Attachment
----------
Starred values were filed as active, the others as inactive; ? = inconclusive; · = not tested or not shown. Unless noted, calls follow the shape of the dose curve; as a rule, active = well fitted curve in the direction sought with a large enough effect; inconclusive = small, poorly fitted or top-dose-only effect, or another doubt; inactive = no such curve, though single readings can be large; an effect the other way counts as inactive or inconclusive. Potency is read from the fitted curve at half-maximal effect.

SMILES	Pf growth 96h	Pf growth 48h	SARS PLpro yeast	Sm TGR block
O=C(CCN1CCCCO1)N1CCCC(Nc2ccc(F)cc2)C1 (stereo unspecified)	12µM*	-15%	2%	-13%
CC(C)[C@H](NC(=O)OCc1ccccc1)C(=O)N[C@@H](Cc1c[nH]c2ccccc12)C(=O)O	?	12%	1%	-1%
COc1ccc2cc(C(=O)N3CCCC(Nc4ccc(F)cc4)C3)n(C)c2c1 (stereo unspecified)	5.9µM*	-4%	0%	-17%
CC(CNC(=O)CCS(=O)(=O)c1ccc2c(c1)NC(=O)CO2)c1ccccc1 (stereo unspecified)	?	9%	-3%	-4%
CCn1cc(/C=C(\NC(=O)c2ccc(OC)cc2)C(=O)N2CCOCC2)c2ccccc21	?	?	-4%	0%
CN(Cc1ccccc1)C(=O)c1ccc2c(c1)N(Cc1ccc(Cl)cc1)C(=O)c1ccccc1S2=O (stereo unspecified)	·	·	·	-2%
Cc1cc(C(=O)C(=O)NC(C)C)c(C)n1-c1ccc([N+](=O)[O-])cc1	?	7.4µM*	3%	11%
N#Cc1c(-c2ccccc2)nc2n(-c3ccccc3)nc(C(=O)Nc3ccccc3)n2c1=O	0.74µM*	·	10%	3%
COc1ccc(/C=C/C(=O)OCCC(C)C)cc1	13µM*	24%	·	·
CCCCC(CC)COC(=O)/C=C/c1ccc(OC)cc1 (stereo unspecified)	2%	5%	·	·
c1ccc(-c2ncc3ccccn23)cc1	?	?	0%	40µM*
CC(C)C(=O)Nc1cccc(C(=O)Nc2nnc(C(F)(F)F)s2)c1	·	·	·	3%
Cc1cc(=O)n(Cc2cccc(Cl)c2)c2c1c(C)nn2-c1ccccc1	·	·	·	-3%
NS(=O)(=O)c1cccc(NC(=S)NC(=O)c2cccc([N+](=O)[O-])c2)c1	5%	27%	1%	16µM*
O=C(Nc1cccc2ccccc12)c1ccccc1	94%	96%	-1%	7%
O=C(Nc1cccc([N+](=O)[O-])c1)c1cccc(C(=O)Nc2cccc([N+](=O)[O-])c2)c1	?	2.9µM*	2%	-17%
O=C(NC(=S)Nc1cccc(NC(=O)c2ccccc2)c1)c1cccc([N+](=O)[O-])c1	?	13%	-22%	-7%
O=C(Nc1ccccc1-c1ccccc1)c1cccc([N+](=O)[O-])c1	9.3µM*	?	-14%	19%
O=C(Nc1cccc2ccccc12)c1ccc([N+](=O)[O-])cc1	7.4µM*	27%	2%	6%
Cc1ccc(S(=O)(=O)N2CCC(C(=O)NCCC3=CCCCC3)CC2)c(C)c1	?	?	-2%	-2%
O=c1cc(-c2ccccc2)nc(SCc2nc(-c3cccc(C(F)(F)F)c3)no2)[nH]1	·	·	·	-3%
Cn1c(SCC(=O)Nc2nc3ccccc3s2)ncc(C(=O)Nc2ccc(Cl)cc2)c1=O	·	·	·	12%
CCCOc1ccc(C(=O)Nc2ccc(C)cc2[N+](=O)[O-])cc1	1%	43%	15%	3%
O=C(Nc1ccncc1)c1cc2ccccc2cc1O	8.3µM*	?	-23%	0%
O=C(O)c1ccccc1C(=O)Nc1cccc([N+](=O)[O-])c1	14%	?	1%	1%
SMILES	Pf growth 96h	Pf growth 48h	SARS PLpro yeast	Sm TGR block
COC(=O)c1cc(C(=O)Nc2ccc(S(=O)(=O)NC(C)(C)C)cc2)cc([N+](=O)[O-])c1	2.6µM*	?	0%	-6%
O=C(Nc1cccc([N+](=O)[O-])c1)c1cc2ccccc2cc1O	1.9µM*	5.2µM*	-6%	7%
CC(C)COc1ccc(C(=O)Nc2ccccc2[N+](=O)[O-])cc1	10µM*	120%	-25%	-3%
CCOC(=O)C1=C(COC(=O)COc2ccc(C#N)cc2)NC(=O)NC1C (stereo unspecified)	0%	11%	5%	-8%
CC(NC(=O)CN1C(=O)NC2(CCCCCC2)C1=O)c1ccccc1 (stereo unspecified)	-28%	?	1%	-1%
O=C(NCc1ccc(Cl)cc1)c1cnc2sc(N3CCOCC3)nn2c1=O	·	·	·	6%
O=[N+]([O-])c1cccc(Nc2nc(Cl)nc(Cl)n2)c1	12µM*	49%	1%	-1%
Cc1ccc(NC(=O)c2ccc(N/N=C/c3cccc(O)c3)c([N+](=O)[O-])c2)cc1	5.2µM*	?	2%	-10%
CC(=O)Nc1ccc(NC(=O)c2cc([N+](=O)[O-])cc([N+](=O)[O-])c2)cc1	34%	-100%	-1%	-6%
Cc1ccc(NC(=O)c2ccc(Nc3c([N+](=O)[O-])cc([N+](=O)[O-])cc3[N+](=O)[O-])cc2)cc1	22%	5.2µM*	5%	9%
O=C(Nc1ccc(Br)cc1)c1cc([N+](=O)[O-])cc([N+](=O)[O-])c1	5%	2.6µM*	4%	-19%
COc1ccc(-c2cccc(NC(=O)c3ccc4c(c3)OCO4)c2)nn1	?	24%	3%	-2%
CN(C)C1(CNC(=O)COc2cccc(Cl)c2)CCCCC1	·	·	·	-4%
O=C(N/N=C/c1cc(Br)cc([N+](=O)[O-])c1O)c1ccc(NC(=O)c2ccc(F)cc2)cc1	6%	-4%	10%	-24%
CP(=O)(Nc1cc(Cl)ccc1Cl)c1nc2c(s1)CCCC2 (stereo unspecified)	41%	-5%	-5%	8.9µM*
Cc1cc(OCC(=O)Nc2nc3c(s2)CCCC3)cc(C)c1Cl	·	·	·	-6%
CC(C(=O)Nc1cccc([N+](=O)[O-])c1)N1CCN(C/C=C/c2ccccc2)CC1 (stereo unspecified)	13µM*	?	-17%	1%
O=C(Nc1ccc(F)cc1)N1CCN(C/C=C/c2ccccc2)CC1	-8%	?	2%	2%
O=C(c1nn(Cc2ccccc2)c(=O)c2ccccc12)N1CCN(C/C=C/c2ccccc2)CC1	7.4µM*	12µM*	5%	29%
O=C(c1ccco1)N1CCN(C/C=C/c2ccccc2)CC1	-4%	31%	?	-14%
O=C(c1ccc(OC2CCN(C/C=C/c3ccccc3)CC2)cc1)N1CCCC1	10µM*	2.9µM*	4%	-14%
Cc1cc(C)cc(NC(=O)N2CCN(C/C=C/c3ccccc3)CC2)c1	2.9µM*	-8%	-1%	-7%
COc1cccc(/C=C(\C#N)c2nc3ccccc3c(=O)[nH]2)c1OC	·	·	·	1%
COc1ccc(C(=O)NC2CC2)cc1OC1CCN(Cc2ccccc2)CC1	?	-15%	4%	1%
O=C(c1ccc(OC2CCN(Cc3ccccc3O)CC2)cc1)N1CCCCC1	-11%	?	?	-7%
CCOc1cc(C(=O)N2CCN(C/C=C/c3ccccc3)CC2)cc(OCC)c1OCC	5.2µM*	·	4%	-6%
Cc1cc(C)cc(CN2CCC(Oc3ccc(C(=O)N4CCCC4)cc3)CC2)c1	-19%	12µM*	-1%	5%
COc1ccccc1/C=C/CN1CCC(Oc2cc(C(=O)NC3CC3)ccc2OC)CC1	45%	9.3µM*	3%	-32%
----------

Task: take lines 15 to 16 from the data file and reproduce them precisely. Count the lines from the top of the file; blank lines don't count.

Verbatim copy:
Cc1cc(=O)n(Cc2cccc(Cl)c2)c2c1c(C)nn2-c1ccccc1	·	·	·	-3%
NS(=O)(=O)c1cccc(NC(=S)NC(=O)c2cccc([N+](=O)[O-])c2)c1	5%	27%	1%	16µM*